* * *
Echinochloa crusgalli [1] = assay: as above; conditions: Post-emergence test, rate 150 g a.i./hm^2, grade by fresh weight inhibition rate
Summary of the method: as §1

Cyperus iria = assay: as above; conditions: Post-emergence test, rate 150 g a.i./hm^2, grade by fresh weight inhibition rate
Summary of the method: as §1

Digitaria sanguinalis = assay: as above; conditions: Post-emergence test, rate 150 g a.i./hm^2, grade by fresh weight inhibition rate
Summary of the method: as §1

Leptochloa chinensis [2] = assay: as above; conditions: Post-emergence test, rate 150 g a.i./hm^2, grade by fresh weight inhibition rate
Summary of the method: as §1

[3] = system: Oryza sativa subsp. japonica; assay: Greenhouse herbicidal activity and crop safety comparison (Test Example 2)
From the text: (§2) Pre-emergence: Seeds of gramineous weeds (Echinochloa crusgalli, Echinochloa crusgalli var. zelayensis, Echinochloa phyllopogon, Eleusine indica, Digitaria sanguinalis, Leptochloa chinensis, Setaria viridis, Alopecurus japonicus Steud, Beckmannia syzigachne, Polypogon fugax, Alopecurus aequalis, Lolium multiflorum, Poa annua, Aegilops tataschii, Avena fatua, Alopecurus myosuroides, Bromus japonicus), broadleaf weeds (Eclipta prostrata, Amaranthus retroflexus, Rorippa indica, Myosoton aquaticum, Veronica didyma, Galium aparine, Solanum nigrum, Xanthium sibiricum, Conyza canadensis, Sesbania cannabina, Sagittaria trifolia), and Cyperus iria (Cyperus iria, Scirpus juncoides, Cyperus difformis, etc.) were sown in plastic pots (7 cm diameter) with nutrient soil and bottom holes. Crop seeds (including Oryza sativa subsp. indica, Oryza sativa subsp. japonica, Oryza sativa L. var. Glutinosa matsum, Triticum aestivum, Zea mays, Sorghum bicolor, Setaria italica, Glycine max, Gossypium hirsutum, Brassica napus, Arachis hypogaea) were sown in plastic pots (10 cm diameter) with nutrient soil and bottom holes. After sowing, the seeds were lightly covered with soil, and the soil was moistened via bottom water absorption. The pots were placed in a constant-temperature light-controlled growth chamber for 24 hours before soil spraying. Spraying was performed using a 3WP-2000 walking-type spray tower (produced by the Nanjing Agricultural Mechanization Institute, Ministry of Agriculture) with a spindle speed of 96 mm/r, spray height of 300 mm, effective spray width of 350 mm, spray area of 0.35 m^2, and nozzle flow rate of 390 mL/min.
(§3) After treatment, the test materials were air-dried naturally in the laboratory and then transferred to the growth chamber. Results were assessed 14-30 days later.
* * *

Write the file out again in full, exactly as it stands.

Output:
Echinochloa crusgalli [1] = assay: as above; conditions: Post-emergence test, rate 150 g a.i./hm^2, grade by fresh weight inhibition rate
Summary of the method: as §1

Cyperus iria = assay: as above; conditions: Post-emergence test, rate 150 g a.i./hm^2, grade by fresh weight inhibition rate
Summary of the method: as §1

Digitaria sanguinalis = assay: as above; conditions: Post-emergence test, rate 150 g a.i./hm^2, grade by fresh weight inhibition rate
Summary of the method: as §1

Leptochloa chinensis [2] = assay: as above; conditions: Post-emergence test, rate 150 g a.i./hm^2, grade by fresh weight inhibition rate
Summary of the method: as §1

[3] = system: Oryza sativa subsp. japonica; assay: Greenhouse herbicidal activity and crop safety comparison (Test Example 2)
From the text: (§2) Pre-emergence: Seeds of gramineous weeds (Echinochloa crusgalli, Echinochloa crusgalli var. zelayensis, Echinochloa phyllopogon, Eleusine indica, Digitaria sanguinalis, Leptochloa chinensis, Setaria viridis, Alopecurus japonicus Steud, Beckmannia syzigachne, Polypogon fugax, Alopecurus aequalis, Lolium multiflorum, Poa annua, Aegilops tataschii, Avena fatua, Alopecurus myosuroides, Bromus japonicus), broadleaf weeds (Eclipta prostrata, Amaranthus retroflexus, Rorippa indica, Myosoton aquaticum, Veronica didyma, Galium aparine, Solanum nigrum, Xanthium sibiricum, Conyza canadensis, Sesbania cannabina, Sagittaria trifolia), and Cyperus iria (Cyperus iria, Scirpus juncoides, Cyperus difformis, etc.) were sown in plastic pots (7 cm diameter) with nutrient soil and bottom holes. Crop seeds (including Oryza sativa subsp. indica, Oryza sativa subsp. japonica, Oryza sativa L. var. Glutinosa matsum, Triticum aestivum, Zea mays, Sorghum bicolor, Setaria italica, Glycine max, Gossypium hirsutum, Brassica napus, Arachis hypogaea) were sown in plastic pots (10 cm diameter) with nutrient soil and bottom holes. After sowing, the seeds were lightly covered with soil, and the soil was moistened via bottom water absorption. The pots were placed in a constant-temperature light-controlled growth chamber for 24 hours before soil spraying. Spraying was performed using a 3WP-2000 walking-type spray tower (produced by the Nanjing Agricultural Mechanization Institute, Ministry of Agriculture) with a spindle speed of 96 mm/r, spray height of 300 mm, effective spray width of 350 mm, spray area of 0.35 m^2, and nozzle flow rate of 390 mL/min.
(§3) After treatment, the test materials were air-dried naturally in the laboratory and then transferred to the growth chamber. Results were assessed 14-30 days later.